There was a mixed response to the recent item in the Brighton Argus regarding BHT’s Intern Programme. I responded on Twitter and on this blog, but yesterday I received the following from someone on the Programme:
“Before moving to Brighton & Hove, I had no idea of Community and Voluntary Sector (CVS) or even the idea of community. Having completed my degree in philosophy I had always worked in the private sector whilst being conscious of the fact I needed to be beneficial to our society. Having managed a business for four years working round the clock, I burnt myself out and made myself ill, all for the aim of making money.
“I moved to Brighton and stopped working due to personal issues. I wanted to take advantage of the situation to change my career path. I wanted to work in the CVS in order to add value to my life by improving the lives of others. I started out as a volunteer in my local community group. I quickly moved on to organising large events and running a local community magazine. I felt that this sector added value to my life and enabled me to help others. Due to medical reasons I have been unable to work professionally but I’m very eager to get over these issues and start to work in the CVS in a capacity that best suits my skills and values.
“Without any recognised qualifications and having been out of the professional work environment for a long time, I needed a platform to achieve my goal of getting back into work in this sector. Brighton Housing Trust’s Intern program is the perfect opportunity.
“Before starting my internship I took on some voluntary work, helping a small charity aimed at improving the area in Hove. I helped organise large events, creating a community magazine and running the community café. I learnt a large amount by volunteering and it gave my life a sense of purpose. The government’s new volunteering policy, expecting people to volunteer in order to receive their benefits or social housing, so long as it’s managed correctly, it’s a great idea. Volunteering certainly gave my life focus and opened my mind to new possibilities as well as revealing hidden skills I never knew I had.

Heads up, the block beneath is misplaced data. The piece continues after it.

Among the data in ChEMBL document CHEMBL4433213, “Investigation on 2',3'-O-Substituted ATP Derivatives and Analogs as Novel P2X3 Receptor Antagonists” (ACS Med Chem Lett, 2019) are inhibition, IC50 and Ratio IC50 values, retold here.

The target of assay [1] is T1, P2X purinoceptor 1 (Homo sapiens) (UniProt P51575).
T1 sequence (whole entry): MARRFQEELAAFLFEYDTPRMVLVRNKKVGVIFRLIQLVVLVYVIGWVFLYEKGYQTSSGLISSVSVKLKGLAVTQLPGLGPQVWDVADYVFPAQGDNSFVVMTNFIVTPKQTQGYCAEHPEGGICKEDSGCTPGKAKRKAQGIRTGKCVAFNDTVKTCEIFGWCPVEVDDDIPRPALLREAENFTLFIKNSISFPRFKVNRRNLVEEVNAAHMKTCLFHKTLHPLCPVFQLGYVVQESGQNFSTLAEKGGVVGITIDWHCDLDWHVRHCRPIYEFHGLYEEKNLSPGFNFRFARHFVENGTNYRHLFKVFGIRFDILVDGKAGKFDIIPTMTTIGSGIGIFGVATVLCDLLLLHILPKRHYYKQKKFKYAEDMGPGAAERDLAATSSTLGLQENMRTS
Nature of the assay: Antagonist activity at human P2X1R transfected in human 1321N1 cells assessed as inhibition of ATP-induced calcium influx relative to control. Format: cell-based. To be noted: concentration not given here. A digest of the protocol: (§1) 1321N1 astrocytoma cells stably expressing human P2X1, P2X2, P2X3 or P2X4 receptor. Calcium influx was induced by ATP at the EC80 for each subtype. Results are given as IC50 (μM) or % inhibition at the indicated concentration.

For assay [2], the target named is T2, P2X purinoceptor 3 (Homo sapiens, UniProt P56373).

“There have been articles written arguing that BHT has taken advantage of these new legislations regarding their new Intern program. As I mentioned above volunteering really does pay you back in kind but the intern program is a totally different kettle of fish. With the intern I may not be getting paid financially but the level of precision in BHT’s delivery will certainly lead to getting a paid job in the sector I wish to work in.
“The intern application was managed in a very professional manner with a process that emulates a real job application. I had to give references, fill application forms, as well as have several interviews and meetings both with the Intern co-ordinator and the team of the service I applied to do the intern with. Since I started I have been treated with the upmost respect as a valid team member.
“Right from the off, personal development plans have been implemented, guidelines set and frequent supervisions. The supervisions are a key part of the internship. They provide the opportunity to have an open and honest discussion with both myself and my mentor about how I’m progressing, work on my personal development plan and discuss other matters such as training opportunities to further increase my employability. This professionalism and structure is often missing in voluntary roles
“The team are very understanding with regards to personal issues an example being my arthritis. They help by going through my difficulties and creating solutions and coping strategies. Not only that but all of the staff members have very friendly and eager to help whenever I get stuck or don’t understand something fully.
“I certainly don’t feel that BHT are taking advantage of me or any of the other interns. It’s a reciprocal relationship and the more you put in the more you get out. I’m fully confident that by the time my six months intern is finished, I’ll have a fantastic CV and a great amount of relevant experience to maximise my employability, which is obviously exactly what both parties aim to achieve.”